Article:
He said: “The Daily Mail’s baseless ‘Beware – Russia’ post and those funny ‘Beware – malware’ comments got mixed into a dangerous conspiracy cocktail detonated by today’s anti-Russian hysteria raised in response to the catastrophe in Ukraine. The ‘Beware of Russian Malware’ message appeared attractive enough for people to spread. It was a powerful seed planted into a way too fertile ground.

“So everybody, first in Europe and later in the US, started quoting Daily Mail articles and ‘user reports’. And while lots of people shared Snopes disproof to those claims, it just wasn’t enough. Numerous authoritative media in the US, including Newsweek, Buzzfeed and multiple TV stations were telling that the app is safe and cool, but their stories got lost in the ‘war of reposts’. The tabloids’ story won the minds of people as everybody had a friend reposting some derivative of the Daily Mail story.”

He said hackers started to use bots to post warnings in the review sections of their apps. Victor said: “Soon enough everybody knew that everybody said that ‘NewProfilePic is Russian Malware Scam, which is stealing people’s bank accounts and personal details and sending them to Russia’, which resulted in even totally reasonable people starting to delete the app just in case.”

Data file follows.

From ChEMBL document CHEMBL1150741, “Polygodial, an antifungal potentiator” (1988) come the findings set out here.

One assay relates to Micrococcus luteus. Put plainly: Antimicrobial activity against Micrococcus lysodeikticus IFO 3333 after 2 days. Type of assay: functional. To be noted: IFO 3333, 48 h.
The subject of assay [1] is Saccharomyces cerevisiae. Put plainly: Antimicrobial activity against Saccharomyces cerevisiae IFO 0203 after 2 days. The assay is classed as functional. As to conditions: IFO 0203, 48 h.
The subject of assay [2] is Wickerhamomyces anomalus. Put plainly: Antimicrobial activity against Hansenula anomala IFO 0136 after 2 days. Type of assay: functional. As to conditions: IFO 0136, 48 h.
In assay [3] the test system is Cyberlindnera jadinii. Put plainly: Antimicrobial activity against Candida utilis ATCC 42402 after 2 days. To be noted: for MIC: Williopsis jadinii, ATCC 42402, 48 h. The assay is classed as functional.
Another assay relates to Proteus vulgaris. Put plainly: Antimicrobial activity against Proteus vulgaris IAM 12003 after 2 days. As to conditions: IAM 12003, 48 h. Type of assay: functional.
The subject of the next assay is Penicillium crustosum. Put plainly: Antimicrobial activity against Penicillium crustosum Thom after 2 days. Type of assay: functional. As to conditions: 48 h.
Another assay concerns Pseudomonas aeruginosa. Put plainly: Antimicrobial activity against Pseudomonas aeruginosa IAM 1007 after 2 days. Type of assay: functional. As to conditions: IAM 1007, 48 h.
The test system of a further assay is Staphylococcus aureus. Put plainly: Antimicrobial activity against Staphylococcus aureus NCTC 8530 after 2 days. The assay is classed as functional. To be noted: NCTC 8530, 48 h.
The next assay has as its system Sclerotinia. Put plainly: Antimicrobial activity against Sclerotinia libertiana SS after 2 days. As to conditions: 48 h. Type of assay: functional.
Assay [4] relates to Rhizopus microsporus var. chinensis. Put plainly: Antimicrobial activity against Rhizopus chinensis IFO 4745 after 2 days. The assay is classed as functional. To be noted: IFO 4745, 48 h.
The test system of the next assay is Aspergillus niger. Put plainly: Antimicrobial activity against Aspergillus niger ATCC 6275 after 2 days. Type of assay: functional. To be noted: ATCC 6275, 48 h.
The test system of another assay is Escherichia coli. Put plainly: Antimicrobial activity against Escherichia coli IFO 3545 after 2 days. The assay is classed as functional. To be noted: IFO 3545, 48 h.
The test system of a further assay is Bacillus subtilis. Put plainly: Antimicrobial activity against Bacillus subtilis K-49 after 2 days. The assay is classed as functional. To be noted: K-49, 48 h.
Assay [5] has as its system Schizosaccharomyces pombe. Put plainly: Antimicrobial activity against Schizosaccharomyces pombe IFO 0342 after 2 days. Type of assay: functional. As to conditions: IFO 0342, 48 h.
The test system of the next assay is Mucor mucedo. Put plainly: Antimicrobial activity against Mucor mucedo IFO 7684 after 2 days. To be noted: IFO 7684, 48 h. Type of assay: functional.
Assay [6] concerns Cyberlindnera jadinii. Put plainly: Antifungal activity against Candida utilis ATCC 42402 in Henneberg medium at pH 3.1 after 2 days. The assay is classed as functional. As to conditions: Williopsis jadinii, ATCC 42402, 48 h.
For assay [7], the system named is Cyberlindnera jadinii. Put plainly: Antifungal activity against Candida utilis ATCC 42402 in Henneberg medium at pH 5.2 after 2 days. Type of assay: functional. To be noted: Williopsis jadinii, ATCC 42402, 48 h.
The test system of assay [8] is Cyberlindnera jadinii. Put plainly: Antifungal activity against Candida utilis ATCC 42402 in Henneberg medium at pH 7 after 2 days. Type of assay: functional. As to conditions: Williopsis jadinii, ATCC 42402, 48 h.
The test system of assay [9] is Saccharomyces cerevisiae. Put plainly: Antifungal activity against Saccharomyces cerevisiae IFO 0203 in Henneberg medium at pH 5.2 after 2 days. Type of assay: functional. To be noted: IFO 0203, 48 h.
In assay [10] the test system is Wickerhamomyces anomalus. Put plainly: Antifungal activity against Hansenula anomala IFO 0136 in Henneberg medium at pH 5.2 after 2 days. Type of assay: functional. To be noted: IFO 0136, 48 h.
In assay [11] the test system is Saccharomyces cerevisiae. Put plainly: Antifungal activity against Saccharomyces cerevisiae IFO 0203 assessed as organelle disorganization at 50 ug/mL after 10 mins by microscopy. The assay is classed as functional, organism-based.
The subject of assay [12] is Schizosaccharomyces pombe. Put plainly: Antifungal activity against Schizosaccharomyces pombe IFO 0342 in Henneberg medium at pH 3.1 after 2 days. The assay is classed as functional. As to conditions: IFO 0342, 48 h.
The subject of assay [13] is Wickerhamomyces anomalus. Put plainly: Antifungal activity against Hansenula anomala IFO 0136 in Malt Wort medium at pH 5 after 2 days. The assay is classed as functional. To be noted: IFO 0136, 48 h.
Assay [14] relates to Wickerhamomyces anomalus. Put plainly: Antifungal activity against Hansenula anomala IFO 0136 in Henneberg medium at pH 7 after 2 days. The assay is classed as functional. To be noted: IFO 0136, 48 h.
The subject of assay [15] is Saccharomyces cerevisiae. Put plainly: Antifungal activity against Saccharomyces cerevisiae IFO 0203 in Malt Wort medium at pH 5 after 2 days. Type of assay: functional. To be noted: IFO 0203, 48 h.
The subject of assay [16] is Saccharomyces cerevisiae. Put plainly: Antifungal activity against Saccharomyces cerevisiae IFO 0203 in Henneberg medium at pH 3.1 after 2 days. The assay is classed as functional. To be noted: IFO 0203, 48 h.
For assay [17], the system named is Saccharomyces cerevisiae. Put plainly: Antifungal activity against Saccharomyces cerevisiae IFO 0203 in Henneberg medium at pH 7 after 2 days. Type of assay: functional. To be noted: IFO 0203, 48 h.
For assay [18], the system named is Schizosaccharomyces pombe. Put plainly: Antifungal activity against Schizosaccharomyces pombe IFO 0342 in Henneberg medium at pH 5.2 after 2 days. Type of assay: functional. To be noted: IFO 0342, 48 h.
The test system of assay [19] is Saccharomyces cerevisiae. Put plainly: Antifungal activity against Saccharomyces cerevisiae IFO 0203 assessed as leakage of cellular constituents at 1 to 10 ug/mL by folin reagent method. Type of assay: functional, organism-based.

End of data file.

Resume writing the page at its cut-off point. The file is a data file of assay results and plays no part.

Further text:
Victor added: “The fact is that every single claim in this sentence is wrong. It is Not Russian.

“We are an international team with R&D companies in Ukraine, Russia and Belarus. Our main company is registered in the British Virgin Islands and operates under Common Law since its foundation in 2002. I personally love my homeland of Russia but me and my family haven’t been there for a very long time and we don’t even know when we will be able to return.

“It is Not malware or scam. It is Not accessing or requesting any bank and personal details. Some claims are based on the standard Privacy Policy text that we use, but in reality NewProfilePic app doesn’t even have a way to learn the name of the user, you don’t have to link a social account to use it, let alone banking details.

“And the information gathered, the photos a user requests to process, are sent to the US servers hosted by Amazon and Microsoft.”

He added: “This story doesn’t have an ending yet. But I decided to share it publicly to clear our name and probably start a discussion about consequences of mass hysteria, which don’t look bright.”